At the elementary and secondary level, we face different problems. The public education system, as it has evolved over the decades, is the backbone of American education and one of the great strengths of our democracy. However, many parents want to use alternative approaches to meet the educational needs of their children. This option should be theirs in our free society. But there can be meaningful choice only if our system also makes access to alternatives a reality.

Several weeks ago I sent to Congress a bill to make tuition tax credits available to all parents, within eligible income limits, who choose to send their children to nondiscriminatory private schools. Today, I am proposing a bill, the ``Equal Educational Opportunity Act,'' to permit States and localities to offer another kind of choice to parents whose children are selected for participation in our $3 billion compensatory education program, Chapter 1 of the Education Consolidation and Improvement Act.

Chapter 1 helps meet the costs of supplemental educational services, like remedial reading, for millions of educationally disadvantaged children each year. In some cases, we believe that the parents of those children would prefer a greater range of educational choice in their selection of a school. Under this bill, in States or school districts which choose to provide the option, parents would be able to participate in a voucher program to exercise that choice at whatever school they felt provided the greatest educational opportunity for their children.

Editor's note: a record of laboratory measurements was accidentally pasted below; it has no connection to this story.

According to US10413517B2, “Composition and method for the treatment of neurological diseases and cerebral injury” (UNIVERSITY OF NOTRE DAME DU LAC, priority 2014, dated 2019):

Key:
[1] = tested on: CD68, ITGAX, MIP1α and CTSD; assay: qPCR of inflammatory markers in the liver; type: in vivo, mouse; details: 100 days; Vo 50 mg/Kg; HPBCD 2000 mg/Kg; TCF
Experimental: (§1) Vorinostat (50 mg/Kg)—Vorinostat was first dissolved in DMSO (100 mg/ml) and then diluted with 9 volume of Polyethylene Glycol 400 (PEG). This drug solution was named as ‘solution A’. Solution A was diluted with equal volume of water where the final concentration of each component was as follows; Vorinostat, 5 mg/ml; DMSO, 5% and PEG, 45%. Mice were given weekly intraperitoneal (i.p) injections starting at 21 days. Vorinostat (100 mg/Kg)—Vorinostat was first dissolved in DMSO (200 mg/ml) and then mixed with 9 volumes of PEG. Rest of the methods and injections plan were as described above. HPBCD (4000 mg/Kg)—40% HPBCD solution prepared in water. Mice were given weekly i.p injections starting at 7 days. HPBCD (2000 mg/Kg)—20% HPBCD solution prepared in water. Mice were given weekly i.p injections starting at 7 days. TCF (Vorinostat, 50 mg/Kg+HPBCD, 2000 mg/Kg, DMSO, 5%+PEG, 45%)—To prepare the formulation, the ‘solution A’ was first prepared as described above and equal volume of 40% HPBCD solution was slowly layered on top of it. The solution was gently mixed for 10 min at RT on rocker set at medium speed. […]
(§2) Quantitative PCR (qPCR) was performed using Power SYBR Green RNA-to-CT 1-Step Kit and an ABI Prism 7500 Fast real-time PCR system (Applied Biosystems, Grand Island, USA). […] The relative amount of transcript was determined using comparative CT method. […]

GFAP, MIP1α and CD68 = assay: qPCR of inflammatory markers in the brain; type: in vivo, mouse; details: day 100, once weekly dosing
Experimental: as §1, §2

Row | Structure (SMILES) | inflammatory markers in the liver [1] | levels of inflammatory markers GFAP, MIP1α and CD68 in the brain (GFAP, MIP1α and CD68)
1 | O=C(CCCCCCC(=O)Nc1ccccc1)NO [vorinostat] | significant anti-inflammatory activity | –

I firmly believe that in districts where the voucher option is implemented, education will be strengthened for all. The potential for competition for enrollments and resources will raise the quality of both public and private education. Parents will gain a greater measure of control. Children will receive a better education.

Conclusion

These three bills address central issues in American education. They will bring greater order and balance to Federal, family and student efforts to meet the rising cost of higher education. They will help bring parental choice and the benefits of competition to elementary and secondary education. They, and all my proposals in the education area, make clear the limited role of the Federal government and wherever possible restore more choice and control to the family. Their ultimate goal is more diverse, higher quality education for all Americans. I ask your suupport for rapid consideration and passage of these proposals.

Ronald Reagan

The White House,

March 17, 1983.